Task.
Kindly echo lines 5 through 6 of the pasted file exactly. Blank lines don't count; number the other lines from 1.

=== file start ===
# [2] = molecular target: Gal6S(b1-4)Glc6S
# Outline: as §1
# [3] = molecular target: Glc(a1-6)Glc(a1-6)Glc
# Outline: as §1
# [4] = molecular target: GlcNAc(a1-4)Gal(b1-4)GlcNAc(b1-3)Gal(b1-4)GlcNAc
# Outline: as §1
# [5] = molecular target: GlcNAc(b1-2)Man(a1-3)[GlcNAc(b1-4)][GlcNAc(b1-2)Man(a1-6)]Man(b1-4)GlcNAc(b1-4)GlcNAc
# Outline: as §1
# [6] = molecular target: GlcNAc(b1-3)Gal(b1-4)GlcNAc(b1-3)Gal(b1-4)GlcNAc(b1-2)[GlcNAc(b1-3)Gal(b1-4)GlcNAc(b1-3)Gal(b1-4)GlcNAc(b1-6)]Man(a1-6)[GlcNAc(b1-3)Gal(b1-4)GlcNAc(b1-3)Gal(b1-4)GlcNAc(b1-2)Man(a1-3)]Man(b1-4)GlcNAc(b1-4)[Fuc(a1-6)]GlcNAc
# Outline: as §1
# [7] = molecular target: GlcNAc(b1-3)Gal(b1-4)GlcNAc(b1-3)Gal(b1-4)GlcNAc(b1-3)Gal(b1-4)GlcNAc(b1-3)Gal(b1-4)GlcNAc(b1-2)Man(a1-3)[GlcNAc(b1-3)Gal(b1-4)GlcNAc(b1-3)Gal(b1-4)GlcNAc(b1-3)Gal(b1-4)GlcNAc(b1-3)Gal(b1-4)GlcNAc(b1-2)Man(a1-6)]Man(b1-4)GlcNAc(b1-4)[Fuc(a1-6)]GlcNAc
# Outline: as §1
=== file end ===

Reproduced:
# [4] = molecular target: GlcNAc(a1-4)Gal(b1-4)GlcNAc(b1-3)Gal(b1-4)GlcNAc
# Outline: as §1